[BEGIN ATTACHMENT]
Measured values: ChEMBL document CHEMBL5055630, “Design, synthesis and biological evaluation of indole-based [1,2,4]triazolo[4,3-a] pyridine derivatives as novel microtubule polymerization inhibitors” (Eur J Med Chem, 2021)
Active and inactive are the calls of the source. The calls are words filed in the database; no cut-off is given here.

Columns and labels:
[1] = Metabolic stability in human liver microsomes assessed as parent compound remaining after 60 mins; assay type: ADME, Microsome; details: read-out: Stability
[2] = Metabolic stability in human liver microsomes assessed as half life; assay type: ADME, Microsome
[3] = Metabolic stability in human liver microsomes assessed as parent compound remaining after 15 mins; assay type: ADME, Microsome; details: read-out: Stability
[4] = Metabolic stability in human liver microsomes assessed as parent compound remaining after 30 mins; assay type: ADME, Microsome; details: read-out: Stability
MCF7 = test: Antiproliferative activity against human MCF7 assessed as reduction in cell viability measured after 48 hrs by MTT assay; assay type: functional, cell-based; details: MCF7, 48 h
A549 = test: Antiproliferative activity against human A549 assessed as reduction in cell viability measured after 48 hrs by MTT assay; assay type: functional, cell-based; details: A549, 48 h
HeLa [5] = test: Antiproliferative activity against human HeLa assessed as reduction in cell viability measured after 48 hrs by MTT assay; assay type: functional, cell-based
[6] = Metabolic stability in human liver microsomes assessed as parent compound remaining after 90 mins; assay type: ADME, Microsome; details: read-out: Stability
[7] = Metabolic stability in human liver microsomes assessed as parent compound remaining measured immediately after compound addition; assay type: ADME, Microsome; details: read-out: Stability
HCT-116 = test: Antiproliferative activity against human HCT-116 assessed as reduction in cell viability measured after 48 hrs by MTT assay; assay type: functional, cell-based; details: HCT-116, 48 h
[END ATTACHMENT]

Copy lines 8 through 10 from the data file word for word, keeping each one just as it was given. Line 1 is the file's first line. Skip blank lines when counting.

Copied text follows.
MCF7 = test: Antiproliferative activity against human MCF7 assessed as reduction in cell viability measured after 48 hrs by MTT assay; assay type: functional, cell-based; details: MCF7, 48 h
A549 = test: Antiproliferative activity against human A549 assessed as reduction in cell viability measured after 48 hrs by MTT assay; assay type: functional, cell-based; details: A549, 48 h
HeLa [5] = test: Antiproliferative activity against human HeLa assessed as reduction in cell viability measured after 48 hrs by MTT assay; assay type: functional, cell-based